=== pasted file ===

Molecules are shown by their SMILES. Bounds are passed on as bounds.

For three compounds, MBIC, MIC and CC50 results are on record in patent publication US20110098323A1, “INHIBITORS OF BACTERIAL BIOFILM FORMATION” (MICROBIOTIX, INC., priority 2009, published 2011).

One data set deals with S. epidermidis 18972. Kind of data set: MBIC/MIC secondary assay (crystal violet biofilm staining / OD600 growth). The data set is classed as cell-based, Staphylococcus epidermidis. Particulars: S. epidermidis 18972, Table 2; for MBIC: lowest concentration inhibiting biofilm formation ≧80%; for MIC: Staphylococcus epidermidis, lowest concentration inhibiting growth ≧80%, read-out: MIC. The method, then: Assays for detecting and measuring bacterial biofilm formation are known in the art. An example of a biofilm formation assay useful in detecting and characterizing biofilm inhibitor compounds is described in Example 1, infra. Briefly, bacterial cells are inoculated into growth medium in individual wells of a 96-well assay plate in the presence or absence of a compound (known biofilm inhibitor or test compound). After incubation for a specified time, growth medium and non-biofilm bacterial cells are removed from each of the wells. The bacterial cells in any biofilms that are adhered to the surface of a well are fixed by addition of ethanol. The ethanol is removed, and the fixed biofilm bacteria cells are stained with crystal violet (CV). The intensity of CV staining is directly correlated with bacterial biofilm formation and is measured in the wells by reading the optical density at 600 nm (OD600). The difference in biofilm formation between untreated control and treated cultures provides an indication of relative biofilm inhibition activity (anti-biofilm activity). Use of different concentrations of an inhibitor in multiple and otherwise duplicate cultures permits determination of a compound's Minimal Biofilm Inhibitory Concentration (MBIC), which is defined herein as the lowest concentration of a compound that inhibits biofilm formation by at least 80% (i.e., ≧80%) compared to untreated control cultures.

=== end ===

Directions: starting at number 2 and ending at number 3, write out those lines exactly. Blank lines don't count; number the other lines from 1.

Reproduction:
For three compounds, MBIC, MIC and CC50 results are on record in patent publication US20110098323A1, “INHIBITORS OF BACTERIAL BIOFILM FORMATION” (MICROBIOTIX, INC., priority 2009, published 2011).

One data set deals with S. epidermidis 18972. Kind of data set: MBIC/MIC secondary assay (crystal violet biofilm staining / OD600 growth). The data set is classed as cell-based, Staphylococcus epidermidis. Particulars: S. epidermidis 18972, Table 2; for MBIC: lowest concentration inhibiting biofilm formation ≧80%; for MIC: Staphylococcus epidermidis, lowest concentration inhibiting growth ≧80%, read-out: MIC. The method, then: Assays for detecting and measuring bacterial biofilm formation are known in the art. An example of a biofilm formation assay useful in detecting and characterizing biofilm inhibitor compounds is described in Example 1, infra. Briefly, bacterial cells are inoculated into growth medium in individual wells of a 96-well assay plate in the presence or absence of a compound (known biofilm inhibitor or test compound). After incubation for a specified time, growth medium and non-biofilm bacterial cells are removed from each of the wells. The bacterial cells in any biofilms that are adhered to the surface of a well are fixed by addition of ethanol. The ethanol is removed, and the fixed biofilm bacteria cells are stained with crystal violet (CV). The intensity of CV staining is directly correlated with bacterial biofilm formation and is measured in the wells by reading the optical density at 600 nm (OD600). The difference in biofilm formation between untreated control and treated cultures provides an indication of relative biofilm inhibition activity (anti-biofilm activity). Use of different concentrations of an inhibitor in multiple and otherwise duplicate cultures permits determination of a compound's Minimal Biofilm Inhibitory Concentration (MBIC), which is defined herein as the lowest concentration of a compound that inhibits biofilm formation by at least 80% (i.e., ≧80%) compared to untreated control cultures.